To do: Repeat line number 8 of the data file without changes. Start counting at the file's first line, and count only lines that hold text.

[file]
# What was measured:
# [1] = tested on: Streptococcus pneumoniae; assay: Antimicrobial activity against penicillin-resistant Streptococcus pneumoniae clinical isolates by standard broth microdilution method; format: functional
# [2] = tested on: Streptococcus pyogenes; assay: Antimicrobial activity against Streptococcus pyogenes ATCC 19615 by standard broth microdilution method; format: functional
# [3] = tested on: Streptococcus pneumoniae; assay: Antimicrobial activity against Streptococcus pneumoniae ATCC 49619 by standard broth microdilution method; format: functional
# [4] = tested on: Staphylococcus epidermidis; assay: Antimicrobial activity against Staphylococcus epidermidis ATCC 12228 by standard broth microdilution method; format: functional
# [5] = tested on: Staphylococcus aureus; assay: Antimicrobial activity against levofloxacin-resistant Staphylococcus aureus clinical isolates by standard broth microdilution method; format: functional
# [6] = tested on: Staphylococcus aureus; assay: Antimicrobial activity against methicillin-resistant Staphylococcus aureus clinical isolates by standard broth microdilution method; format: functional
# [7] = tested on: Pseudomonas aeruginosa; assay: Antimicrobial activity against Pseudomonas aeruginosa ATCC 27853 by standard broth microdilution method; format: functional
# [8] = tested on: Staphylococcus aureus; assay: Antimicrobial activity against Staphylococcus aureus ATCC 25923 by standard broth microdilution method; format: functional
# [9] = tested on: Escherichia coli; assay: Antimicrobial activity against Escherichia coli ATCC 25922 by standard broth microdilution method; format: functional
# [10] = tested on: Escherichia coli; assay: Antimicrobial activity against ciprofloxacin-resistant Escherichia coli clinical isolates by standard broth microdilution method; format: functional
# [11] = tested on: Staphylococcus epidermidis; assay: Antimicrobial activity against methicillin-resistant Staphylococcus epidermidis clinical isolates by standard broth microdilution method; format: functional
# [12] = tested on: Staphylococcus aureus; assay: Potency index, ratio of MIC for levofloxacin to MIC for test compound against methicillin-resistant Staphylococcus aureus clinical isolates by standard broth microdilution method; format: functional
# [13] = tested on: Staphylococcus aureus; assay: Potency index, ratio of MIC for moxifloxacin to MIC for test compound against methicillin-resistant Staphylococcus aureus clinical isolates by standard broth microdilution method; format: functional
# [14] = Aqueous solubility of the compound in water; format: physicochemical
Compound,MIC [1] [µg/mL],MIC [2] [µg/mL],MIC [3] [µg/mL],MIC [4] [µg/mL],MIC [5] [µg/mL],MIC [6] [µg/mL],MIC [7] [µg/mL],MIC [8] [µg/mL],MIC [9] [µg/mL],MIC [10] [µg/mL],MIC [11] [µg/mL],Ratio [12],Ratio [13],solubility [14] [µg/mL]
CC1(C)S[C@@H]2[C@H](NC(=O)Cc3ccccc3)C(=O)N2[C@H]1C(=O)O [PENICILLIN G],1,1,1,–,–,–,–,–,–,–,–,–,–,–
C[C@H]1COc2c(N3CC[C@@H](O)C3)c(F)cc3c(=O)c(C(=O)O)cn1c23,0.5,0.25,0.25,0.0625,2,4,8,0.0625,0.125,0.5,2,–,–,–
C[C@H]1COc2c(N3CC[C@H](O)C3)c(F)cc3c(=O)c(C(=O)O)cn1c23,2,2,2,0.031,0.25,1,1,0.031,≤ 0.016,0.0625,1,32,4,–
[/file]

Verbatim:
# [7] = tested on: Pseudomonas aeruginosa; assay: Antimicrobial activity against Pseudomonas aeruginosa ATCC 27853 by standard broth microdilution method; format: functional